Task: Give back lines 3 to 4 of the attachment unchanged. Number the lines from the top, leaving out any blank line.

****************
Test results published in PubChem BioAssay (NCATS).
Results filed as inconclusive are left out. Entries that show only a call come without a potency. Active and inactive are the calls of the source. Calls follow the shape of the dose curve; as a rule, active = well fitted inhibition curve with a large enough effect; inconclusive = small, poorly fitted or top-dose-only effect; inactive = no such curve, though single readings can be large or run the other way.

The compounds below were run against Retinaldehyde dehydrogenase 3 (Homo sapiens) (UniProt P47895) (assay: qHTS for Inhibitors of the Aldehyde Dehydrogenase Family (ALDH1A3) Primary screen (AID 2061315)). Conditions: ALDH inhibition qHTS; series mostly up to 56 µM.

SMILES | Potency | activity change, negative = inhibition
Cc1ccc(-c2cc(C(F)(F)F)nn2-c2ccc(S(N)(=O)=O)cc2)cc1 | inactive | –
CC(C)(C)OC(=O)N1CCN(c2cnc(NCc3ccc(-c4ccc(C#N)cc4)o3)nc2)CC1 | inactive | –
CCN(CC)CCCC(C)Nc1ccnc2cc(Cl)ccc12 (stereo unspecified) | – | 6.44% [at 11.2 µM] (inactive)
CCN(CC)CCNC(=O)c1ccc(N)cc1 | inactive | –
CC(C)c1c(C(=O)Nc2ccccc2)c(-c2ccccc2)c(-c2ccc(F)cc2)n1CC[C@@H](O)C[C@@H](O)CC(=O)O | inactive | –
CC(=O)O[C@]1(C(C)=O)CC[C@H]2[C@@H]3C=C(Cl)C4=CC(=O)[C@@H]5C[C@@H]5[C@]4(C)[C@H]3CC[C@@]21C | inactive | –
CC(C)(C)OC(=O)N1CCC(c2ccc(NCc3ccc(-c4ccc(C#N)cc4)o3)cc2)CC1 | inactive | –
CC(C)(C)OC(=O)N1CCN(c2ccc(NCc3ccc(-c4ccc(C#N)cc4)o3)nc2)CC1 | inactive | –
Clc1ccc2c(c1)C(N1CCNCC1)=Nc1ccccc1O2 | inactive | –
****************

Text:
The compounds below were run against Retinaldehyde dehydrogenase 3 (Homo sapiens) (UniProt P47895) (assay: qHTS for Inhibitors of the Aldehyde Dehydrogenase Family (ALDH1A3) Primary screen (AID 2061315)). Conditions: ALDH inhibition qHTS; series mostly up to 56 µM.

SMILES | Potency | activity change, negative = inhibition